LSU AgCenter News: Fall 2022

The Louisiana Agriculture magazine name plate on a white background.

Feral Hog Damage Studied

Louisiana’s growing population of feral hogs causes $91.1 million in damage to agricultural and timber lands each year, according to a newly released LSU AgCenter estimate.

Based on responses to a 2021 survey, the study found that hog damage costs landowners $66.2 million in crop losses and $24.9 million in other expenses annually. More than 950 people completed the survey, representing nearly 660,000 acres of crop fields, pastures and woods.

The hogs cause a myriad of problems to Louisiana agriculture, an industry worth about $12 billion annually. They root up, wallow in and trample crops, tree seedlings and wildlife food plots. They also are known to wreak havoc on pastures, drains, levees, fences and waterways.

Olivia McClure

AgCenter-Led Team Receives Grant to Help Farmers Irrigate Efficiently

With concerns about the sustainability of water supplies in mind, LSU AgCenter engineer Stacia Davis Conger is leading a team to develop an irrigation decision-making app and outreach campaign aimed at helping farmers mitigate drought risks in an environmentally and economically responsible way. She recently was awarded a $295,860 grant from the U.S. Department of Agriculture to support the work.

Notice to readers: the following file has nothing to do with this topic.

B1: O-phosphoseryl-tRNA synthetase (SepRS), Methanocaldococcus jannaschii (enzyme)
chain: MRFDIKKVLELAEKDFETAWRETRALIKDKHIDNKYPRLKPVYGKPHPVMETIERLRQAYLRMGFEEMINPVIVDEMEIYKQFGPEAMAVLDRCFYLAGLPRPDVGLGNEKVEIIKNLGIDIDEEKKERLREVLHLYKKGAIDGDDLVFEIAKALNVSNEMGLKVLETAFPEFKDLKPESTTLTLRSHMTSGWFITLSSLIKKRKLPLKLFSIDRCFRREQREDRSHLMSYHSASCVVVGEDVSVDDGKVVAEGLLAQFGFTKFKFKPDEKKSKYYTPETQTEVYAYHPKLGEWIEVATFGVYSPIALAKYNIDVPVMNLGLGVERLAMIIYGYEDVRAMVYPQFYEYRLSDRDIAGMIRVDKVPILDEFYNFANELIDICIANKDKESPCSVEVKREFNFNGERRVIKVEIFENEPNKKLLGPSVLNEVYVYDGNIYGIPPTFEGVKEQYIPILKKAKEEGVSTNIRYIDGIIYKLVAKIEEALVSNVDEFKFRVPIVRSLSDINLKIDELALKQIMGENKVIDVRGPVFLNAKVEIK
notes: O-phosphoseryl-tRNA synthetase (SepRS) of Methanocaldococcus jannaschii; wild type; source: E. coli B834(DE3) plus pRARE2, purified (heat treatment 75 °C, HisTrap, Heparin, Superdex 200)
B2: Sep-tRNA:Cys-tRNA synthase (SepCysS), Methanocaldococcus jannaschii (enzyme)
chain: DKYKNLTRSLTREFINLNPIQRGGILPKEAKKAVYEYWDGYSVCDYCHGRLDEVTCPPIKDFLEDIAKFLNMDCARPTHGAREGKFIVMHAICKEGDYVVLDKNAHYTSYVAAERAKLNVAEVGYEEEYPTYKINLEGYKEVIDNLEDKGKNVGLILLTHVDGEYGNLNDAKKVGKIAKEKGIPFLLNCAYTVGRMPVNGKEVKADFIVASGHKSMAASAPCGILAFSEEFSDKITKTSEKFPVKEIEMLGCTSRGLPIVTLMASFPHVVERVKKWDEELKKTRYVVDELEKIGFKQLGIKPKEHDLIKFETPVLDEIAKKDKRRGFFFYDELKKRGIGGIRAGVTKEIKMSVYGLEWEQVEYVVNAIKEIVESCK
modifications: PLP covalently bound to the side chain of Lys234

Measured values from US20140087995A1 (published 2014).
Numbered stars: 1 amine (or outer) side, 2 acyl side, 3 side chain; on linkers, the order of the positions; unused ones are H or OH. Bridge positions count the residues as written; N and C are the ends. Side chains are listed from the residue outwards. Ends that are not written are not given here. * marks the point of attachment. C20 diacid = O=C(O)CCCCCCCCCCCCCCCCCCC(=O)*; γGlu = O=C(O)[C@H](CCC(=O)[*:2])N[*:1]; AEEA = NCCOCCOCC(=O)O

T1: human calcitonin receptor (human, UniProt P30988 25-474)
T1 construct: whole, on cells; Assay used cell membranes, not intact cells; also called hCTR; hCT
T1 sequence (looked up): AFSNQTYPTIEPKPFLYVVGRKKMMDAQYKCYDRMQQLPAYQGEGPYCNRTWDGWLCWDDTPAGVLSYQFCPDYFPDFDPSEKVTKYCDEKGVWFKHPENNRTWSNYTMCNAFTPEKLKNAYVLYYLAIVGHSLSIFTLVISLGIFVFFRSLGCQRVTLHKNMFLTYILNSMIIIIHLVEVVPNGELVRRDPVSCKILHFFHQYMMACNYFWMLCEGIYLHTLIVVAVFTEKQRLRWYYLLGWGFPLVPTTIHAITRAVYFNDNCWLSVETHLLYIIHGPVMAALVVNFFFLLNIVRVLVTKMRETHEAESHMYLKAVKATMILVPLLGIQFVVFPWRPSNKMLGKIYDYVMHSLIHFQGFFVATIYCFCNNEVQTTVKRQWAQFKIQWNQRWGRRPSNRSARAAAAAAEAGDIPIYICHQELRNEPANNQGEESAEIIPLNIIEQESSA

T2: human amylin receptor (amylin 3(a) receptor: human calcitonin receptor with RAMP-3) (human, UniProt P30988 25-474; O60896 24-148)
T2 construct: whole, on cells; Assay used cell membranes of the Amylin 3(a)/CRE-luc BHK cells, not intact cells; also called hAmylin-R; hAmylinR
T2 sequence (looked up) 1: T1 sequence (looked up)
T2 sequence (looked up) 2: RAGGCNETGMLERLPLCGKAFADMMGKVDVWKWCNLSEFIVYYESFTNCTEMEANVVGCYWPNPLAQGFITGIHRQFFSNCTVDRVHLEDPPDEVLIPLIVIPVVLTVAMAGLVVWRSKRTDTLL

“The long-term goal of this project is to inspire behavioral change in overall water consumption,” said Conger, who is based at the AgCenter Red River Research Station in Bossier City.

Conger, along with co-principal investigators Carol Friedland and Robert Rohli, is working on an app that will provide farmers site-specific irrigation recommendations based on current drought and hydrological conditions. By pinpointing areas of fields that need water most and helping determine the timing of irrigation events, this tool will allow farmers to become more efficient, she said.

Olivia McClure

Agents bring information to Louisiana Delta farmers’ fingertips

With many farmers too busy to attend field days and meetings, the LSU AgCenter has created the Louisiana Delta Crop Report podcast to keep them in the know.

The program, created four years ago by AgCenter agents Kylie Miller, Dennis Burns and R.L. Frazier, focuses on a wide variety of topics regarding agriculture in northeastern Louisiana. In 2022, Bruce Garner joined the crew, bringing Morehouse and West Carroll parishes into the mix.

“The Louisiana Delta Crop Report has expanded into YouTube educational videos, Instagram, Twitter and Facebook, and we are in the process of starting a blog,” he said. “Our social media platforms target East Carroll, Madison, Tensas, Morehouse, West Carroll, Catahoula and Concordia parishes.”

Miller said their goal in developing these new sources of information is to maintain that agent-to-grower line of communication.

Johnny Morgan

Pigs run in a field.

Feral hogs run through a field at the LSU AgCenter Bob R. Jones-Idlewild Research Station near Clinton. LSU AgCenter file photo

12/15/2022 3:13:33 PM
Rate This Article:

Have a question or comment about the information on this page?

Innovate . Educate . Improve Lives

The LSU AgCenter and the LSU College of Agriculture